The U.S. News Short List, separate from our overall rankings, is a regular series that magnifies individual data points in hopes of providing students and parents a way to find which undergraduate or graduate programs excel or have room to grow in specific areas. Be sure to explore The Short List: College, The Short List: Grad School and The Short List: Online Programs to find data that matters to you in your college or graduate school search.
Most first-year students go through a significant adjustment as they transition to college life, but those who commute often experience an additional set of challenges.
Commuters may face long travel times, financial stress from having to buy things like gas and food, and limited schedule options for classes and student groups, for example. Students who commute, especially as freshmen, may also feel they are missing out on the full college experience and deal with feelings of isolation when they see their peers living on campus.
However, students who commute freshman year may find support and solidarity among fellow commuter students, and at some colleges, a majority of first-year students live off campus or commute.
Among these 11 National Universities — schools that offer a full range of undergraduate majors, plus master’s and doctoral programs — an average of about 78% of first-time, first-year students lived off campus or commuted in 2018-2019. At 98%, CUNY–City College had the highest percentage of first-year students living off campus or commuting among the 308 ranked National Universities that responded to a U.S. News survey.
These colleges with the most freshman commuters are located in states across the country: California, Florida, Illinois, Kentucky, Louisiana, Michigan, New Jersey, New Mexico, New York and Ohio.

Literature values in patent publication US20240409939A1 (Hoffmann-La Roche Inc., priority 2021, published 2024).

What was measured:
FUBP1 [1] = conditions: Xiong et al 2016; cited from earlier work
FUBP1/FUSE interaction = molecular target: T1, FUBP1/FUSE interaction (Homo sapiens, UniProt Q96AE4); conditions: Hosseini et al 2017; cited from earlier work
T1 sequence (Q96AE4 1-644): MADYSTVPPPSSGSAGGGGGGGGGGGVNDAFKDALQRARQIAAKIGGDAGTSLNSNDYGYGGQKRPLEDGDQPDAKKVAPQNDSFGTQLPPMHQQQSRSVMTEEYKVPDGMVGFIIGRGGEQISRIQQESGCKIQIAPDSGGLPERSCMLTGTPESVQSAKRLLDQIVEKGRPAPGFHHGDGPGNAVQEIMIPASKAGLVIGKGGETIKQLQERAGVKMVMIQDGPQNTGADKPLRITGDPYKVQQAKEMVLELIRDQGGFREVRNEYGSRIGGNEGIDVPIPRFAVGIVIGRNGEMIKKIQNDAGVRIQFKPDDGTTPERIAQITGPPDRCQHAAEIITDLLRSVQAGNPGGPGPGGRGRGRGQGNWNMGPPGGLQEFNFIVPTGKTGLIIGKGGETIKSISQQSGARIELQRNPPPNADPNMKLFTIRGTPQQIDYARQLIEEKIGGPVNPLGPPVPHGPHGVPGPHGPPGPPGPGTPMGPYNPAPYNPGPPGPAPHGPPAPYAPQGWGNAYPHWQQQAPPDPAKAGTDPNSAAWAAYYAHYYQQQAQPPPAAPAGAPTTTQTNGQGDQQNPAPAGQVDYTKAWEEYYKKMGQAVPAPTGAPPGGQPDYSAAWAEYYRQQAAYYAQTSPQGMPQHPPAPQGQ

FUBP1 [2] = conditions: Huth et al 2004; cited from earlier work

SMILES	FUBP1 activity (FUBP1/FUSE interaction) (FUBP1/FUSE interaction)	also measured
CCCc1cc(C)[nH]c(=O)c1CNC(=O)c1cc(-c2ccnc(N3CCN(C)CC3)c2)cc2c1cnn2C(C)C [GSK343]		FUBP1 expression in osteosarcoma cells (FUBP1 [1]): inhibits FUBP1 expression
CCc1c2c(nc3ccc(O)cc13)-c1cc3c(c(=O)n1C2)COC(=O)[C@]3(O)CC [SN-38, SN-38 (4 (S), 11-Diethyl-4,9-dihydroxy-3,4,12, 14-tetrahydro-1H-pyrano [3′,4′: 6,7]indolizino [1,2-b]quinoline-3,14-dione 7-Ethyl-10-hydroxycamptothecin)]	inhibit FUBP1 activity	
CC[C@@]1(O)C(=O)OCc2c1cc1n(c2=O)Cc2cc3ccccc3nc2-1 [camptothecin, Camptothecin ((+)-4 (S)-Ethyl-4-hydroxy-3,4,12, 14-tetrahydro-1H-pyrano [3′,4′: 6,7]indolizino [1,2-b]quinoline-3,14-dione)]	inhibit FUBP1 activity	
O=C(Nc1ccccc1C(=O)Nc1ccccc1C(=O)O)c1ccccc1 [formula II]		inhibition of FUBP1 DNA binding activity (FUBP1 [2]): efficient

The average percentage of first-year students who lived off campus or commuted among all ranked National Universities that reported this data is much lower, at about 21%. Some colleges require students to live on campus freshman year and many guarantee on-campus housing to first-year students.
Below is a list of the 11 National Universities with the highest percentages of first-year students who lived off campus or commuted for the 2018-2019 school year, including ties. Unranked schools, which did not meet certain criteria required by U.S. News to be numerically ranked, were not considered for this report. This data was gathered prior to the coronavirus pandemic, which may affect the number of students who choose to live off campus or commute in the coming academic year.
|School (state)||Percentage of first-year students living off campus or commuting||Total estimated first-year commuters||U.S. News rank|
|CUNY–City College||98%||1,793||228 (tie)|
|Louisiana Tech University||95%||2,072||272 (tie)|
|California State University–Fresno||87%||2,834||211 (tie)|
|University of Michigan–Flint||78%||500||293-381|
|Florida International University||77%||3,035||218 (tie)|
|University of New Mexico||76%||1,973||218 (tie)|
|University of New Orleans||75%||752||293-381|
|Rutgers University–Newark (NJ)||73%||962||132 (tie)|
|Northern Kentucky University||69%||1,343||293-381|
|University of Illinois–Chicago||67%||2,753||132 (tie)|
|Cleveland State University||67%||1,304||293-381|
Don’t see your school on the list? Access the U.S. News College Compass to find off-campus living and commuting data, complete rankings and much more. Sign up for the U.S. News Extra Help: College Admissions free email newsletter to receive expert advice twice a month.
U.S. News surveyed more than 1,900 colleges and universities for our 2019 survey of undergraduate programs. Schools self-reported myriad data regarding their academic programs and the makeup of their student body, among other areas, making U.S. News’ data the most accurate and detailed collection of college facts and figures of its kind. While U.S. News uses much of this survey data to rank schools for our annual Best Colleges rankings, the data can also be useful when examined on a smaller scale. U.S. News will now produce lists of data, separate from the overall rankings, meant to provide students and parents a means to find which schools excel, or have room to grow, in specific areas that are important to them. While the data comes from the schools themselves, these lists are not related to, and have no influence over, U.S. News’ rankings of Best Colleges, Best Graduate Schools or Best Online Programs. The off-campus living and commuting data above is correct as of July 28, 2020.
More from U.S. News